Top US Treasury Department official David Malpass will be nominated by President Donald Trump to become the next World Bank president, it was reported late on Monday.
The selection, which is set to be announced on Wednesday, has raised eyebrows because of Malpass’ history of criticizing multilateral organizations, including the World Bank.
One source close to Malpass told The Washington Post on Monday that, if confirmed, he would seek to play a “constructive” role with the institution.
While the World Bank’s directors are mandated to have say over the nomination process, the board has followed a practice of approving the US nominee every year since the bank’s establishment in 1944.
In addition to his self-avowed wariness of globalism, Malpass has earned a reputation as a China hawk.
According to The Economist, “Two strands of thought shape his view: a conservative disdain for big, unaccountable bureaucracies and a hawkish distrust of China’s growing international ambitions. Awkwardly, the two are in tension with each other.”
“China has made substantial inroads into the [multilateral development banks] that are worrisome,” Malpass said in a US congressional hearing in December, noting a World Bank fund that works with China’s Belt and Road Initiative.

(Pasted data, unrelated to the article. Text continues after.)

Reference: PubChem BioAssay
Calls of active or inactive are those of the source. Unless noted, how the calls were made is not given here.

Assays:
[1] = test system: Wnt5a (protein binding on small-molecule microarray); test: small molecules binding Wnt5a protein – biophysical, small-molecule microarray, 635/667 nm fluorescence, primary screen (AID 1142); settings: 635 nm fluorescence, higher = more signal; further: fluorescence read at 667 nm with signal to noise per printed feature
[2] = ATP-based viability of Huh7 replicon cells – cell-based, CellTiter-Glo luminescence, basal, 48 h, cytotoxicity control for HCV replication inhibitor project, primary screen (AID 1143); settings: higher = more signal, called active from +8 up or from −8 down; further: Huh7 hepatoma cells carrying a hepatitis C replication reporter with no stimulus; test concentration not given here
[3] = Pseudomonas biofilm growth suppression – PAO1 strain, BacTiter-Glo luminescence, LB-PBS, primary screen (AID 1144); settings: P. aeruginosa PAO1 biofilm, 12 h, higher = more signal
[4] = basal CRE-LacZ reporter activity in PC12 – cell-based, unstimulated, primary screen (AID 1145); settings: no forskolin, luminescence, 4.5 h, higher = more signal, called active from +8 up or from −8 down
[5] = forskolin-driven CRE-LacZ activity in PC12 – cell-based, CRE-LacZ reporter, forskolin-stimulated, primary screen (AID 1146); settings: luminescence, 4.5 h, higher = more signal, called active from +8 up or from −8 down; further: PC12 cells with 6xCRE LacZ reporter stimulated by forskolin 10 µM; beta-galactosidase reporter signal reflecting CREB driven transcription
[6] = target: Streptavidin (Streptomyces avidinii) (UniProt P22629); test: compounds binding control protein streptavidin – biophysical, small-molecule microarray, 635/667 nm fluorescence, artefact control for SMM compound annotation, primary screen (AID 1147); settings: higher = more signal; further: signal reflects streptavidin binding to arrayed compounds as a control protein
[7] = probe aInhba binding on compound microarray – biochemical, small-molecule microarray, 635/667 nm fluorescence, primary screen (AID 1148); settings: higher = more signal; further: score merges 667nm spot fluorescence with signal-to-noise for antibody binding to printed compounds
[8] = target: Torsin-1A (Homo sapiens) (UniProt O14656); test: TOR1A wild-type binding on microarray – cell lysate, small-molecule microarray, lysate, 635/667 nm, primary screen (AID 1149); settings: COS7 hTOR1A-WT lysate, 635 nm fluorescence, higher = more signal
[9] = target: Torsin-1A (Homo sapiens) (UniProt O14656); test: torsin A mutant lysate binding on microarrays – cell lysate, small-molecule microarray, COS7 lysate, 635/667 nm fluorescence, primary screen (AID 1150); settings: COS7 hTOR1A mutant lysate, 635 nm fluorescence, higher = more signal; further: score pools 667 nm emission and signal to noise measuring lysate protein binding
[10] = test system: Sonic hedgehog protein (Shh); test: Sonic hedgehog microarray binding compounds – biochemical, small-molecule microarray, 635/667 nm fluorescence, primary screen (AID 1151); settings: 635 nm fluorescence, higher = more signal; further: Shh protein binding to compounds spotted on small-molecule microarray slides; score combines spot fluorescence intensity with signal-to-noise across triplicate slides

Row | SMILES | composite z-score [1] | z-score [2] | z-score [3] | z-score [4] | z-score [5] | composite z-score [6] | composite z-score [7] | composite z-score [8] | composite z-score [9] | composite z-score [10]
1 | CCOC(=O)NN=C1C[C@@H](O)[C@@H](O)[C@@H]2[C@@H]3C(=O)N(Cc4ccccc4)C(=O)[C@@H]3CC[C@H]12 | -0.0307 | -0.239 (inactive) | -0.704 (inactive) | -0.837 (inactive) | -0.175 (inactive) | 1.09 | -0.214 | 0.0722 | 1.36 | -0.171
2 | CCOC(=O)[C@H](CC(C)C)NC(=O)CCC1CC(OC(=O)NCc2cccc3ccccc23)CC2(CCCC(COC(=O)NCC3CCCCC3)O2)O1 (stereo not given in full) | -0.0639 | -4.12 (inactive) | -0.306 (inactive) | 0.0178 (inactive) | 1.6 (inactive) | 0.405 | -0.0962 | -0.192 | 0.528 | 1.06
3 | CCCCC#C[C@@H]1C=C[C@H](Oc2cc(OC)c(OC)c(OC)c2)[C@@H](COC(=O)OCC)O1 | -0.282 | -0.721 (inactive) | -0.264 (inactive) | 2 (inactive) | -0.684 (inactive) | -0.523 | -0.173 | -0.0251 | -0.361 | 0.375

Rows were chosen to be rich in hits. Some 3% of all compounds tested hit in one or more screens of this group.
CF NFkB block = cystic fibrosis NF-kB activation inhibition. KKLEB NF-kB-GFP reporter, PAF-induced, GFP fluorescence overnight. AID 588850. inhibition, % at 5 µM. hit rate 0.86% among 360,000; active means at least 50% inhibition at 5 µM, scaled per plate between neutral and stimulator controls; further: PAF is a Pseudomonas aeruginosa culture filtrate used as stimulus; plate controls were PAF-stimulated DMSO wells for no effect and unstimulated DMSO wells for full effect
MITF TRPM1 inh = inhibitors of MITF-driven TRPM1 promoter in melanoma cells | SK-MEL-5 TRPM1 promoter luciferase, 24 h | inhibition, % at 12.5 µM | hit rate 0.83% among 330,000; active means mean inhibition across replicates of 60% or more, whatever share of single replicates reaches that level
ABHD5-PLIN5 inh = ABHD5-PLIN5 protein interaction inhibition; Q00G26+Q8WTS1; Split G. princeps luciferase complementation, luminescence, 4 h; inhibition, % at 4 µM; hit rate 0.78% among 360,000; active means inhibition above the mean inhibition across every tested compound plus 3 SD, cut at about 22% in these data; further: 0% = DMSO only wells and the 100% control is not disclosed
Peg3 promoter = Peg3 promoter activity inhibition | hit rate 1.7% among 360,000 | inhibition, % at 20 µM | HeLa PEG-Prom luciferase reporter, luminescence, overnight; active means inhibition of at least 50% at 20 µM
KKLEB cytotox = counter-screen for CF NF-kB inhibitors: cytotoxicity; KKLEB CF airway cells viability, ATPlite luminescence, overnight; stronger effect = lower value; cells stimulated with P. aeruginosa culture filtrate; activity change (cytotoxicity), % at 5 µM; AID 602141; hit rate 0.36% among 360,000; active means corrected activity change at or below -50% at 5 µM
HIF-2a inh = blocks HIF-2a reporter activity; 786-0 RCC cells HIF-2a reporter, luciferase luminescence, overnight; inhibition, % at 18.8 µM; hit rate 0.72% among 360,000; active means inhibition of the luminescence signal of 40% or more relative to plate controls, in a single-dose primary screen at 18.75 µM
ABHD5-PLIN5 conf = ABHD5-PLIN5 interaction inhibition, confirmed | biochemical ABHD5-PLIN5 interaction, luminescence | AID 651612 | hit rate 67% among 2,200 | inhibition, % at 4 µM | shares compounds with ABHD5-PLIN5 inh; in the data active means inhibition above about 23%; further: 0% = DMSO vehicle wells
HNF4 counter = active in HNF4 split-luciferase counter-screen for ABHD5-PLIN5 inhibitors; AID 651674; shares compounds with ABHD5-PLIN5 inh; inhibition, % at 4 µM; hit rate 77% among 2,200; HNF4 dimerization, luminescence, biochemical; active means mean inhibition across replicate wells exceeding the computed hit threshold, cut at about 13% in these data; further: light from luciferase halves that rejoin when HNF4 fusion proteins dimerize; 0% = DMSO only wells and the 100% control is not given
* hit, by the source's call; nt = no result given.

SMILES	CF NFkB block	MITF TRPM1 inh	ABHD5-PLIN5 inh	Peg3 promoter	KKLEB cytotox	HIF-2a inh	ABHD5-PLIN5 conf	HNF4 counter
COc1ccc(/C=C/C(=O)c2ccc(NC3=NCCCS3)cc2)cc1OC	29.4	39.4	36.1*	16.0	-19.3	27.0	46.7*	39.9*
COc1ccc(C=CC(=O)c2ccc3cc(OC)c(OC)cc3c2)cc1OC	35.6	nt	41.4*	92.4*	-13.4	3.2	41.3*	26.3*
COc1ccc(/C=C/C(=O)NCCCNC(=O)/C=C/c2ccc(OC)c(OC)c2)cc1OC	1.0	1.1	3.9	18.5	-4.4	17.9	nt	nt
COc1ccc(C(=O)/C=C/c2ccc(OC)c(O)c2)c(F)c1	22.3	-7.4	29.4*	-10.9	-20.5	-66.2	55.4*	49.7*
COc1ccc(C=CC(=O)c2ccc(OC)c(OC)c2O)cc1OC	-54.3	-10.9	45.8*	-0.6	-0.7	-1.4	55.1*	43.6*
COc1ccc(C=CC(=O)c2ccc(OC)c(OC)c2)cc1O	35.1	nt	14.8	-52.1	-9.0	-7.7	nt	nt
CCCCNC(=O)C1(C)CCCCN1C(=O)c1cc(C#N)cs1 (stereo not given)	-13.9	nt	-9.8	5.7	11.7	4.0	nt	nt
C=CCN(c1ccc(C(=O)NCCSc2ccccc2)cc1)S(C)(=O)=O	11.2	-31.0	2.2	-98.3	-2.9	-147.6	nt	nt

Unlike some critics of Beijing’s practices who hope China will learn from involvement in multilateral institutions, Malpass expressed wariness of their involvement.
“China is absorbing decades of financial know-how into its institutions in a few short years, a similar pattern to its absorption of manufacturing technology,” he said in his testimony.
Jim Yong Kim stepped down from his role as World Bank president on February 1, after serving for six years. Despite support from the US, his tenure was plagued by reports of low morale at the bank as he carried out a reorganization of the institution.